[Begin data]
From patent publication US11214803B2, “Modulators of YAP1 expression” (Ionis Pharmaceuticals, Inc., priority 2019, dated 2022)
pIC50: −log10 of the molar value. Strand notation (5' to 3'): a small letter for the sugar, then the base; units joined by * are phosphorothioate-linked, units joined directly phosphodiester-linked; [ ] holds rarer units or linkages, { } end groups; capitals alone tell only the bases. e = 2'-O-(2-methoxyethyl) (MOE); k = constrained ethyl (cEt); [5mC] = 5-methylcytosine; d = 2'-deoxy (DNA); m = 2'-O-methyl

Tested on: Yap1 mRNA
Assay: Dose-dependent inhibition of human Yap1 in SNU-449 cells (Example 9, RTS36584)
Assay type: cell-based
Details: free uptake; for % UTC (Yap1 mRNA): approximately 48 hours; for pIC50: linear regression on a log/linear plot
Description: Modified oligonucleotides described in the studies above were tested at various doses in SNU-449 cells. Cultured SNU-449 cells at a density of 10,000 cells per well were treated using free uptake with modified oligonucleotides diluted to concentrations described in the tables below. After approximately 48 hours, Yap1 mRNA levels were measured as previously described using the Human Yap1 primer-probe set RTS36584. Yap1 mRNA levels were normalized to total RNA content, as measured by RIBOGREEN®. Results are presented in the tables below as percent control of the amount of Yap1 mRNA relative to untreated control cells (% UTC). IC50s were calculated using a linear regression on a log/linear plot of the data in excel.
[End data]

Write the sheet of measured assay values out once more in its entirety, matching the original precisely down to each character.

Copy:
From patent publication US11214803B2, “Modulators of YAP1 expression” (Ionis Pharmaceuticals, Inc., priority 2019, dated 2022)
pIC50: −log10 of the molar value. Strand notation (5' to 3'): a small letter for the sugar, then the base; units joined by * are phosphorothioate-linked, units joined directly phosphodiester-linked; [ ] holds rarer units or linkages, { } end groups; capitals alone tell only the bases. e = 2'-O-(2-methoxyethyl) (MOE); k = constrained ethyl (cEt); [5mC] = 5-methylcytosine; d = 2'-deoxy (DNA); m = 2'-O-methyl

Tested on: Yap1 mRNA
Assay: Dose-dependent inhibition of human Yap1 in SNU-449 cells (Example 9, RTS36584)
Assay type: cell-based
Details: free uptake; for % UTC (Yap1 mRNA): approximately 48 hours; for pIC50: linear regression on a log/linear plot
Description: Modified oligonucleotides described in the studies above were tested at various doses in SNU-449 cells. Cultured SNU-449 cells at a density of 10,000 cells per well were treated using free uptake with modified oligonucleotides diluted to concentrations described in the tables below. After approximately 48 hours, Yap1 mRNA levels were measured as previously described using the Human Yap1 primer-probe set RTS36584. Yap1 mRNA levels were normalized to total RNA content, as measured by RIBOGREEN®. Results are presented in the tables below as percent control of the amount of Yap1 mRNA relative to untreated control cells (% UTC). IC50s were calculated using a linear regression on a log/linear plot of the data in excel.